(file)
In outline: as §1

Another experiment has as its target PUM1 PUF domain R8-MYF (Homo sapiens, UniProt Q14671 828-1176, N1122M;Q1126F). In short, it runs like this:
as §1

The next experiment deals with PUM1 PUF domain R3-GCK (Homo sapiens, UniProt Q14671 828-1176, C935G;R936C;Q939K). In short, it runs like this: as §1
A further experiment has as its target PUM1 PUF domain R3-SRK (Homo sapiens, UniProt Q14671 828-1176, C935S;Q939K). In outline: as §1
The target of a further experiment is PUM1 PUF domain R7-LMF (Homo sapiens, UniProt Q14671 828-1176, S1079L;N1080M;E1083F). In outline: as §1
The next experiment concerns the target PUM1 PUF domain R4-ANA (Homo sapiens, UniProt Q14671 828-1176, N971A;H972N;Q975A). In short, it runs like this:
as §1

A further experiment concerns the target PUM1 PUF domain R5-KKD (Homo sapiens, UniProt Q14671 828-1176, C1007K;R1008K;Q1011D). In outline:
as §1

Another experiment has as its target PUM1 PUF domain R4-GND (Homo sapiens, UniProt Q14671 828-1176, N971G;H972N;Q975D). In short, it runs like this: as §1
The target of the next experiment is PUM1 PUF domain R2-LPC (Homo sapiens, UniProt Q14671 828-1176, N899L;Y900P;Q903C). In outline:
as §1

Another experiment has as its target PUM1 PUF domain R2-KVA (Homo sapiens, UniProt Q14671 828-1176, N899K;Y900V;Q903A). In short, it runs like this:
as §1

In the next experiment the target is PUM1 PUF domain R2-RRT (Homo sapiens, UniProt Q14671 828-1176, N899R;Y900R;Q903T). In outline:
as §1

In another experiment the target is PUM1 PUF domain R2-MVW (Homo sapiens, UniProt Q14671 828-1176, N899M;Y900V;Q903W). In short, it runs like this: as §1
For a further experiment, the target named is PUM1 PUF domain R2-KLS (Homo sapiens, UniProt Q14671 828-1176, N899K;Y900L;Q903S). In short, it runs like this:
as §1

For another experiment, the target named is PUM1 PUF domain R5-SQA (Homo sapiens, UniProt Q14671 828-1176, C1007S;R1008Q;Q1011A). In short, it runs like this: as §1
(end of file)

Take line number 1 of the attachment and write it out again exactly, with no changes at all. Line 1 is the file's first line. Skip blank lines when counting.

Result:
In outline: as §1